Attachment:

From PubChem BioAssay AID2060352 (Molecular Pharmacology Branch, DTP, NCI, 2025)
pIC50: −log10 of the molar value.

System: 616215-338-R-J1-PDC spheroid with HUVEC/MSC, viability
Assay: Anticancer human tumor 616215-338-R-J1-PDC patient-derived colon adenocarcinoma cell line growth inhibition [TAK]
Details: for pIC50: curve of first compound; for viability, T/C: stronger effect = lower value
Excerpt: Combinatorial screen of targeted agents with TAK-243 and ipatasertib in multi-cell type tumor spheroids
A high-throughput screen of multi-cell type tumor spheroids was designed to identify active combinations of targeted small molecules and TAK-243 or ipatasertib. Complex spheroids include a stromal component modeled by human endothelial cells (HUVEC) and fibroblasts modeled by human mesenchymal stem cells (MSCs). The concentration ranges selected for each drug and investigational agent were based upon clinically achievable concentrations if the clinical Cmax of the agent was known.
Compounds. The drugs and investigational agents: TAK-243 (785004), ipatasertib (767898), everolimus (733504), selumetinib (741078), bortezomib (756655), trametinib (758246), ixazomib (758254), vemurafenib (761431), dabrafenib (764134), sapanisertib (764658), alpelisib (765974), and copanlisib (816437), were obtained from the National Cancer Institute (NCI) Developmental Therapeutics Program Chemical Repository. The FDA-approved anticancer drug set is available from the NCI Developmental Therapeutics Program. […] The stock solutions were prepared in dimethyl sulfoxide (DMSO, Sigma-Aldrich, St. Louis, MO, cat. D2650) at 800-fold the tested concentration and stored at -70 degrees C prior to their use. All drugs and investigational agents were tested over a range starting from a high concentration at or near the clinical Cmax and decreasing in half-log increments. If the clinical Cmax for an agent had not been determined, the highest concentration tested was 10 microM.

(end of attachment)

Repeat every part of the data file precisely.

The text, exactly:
From PubChem BioAssay AID2060352 (Molecular Pharmacology Branch, DTP, NCI, 2025)
pIC50: −log10 of the molar value.

System: 616215-338-R-J1-PDC spheroid with HUVEC/MSC, viability
Assay: Anticancer human tumor 616215-338-R-J1-PDC patient-derived colon adenocarcinoma cell line growth inhibition [TAK]
Details: for pIC50: curve of first compound; for viability, T/C: stronger effect = lower value
Excerpt: Combinatorial screen of targeted agents with TAK-243 and ipatasertib in multi-cell type tumor spheroids
A high-throughput screen of multi-cell type tumor spheroids was designed to identify active combinations of targeted small molecules and TAK-243 or ipatasertib. Complex spheroids include a stromal component modeled by human endothelial cells (HUVEC) and fibroblasts modeled by human mesenchymal stem cells (MSCs). The concentration ranges selected for each drug and investigational agent were based upon clinically achievable concentrations if the clinical Cmax of the agent was known.
Compounds. The drugs and investigational agents: TAK-243 (785004), ipatasertib (767898), everolimus (733504), selumetinib (741078), bortezomib (756655), trametinib (758246), ixazomib (758254), vemurafenib (761431), dabrafenib (764134), sapanisertib (764658), alpelisib (765974), and copanlisib (816437), were obtained from the National Cancer Institute (NCI) Developmental Therapeutics Program Chemical Repository. The FDA-approved anticancer drug set is available from the NCI Developmental Therapeutics Program. […] The stock solutions were prepared in dimethyl sulfoxide (DMSO, Sigma-Aldrich, St. Louis, MO, cat. D2650) at 800-fold the tested concentration and stored at -70 degrees C prior to their use. All drugs and investigational agents were tested over a range starting from a high concentration at or near the clinical Cmax and decreasing in half-log increments. If the clinical Cmax for an agent had not been determined, the highest concentration tested was 10 microM.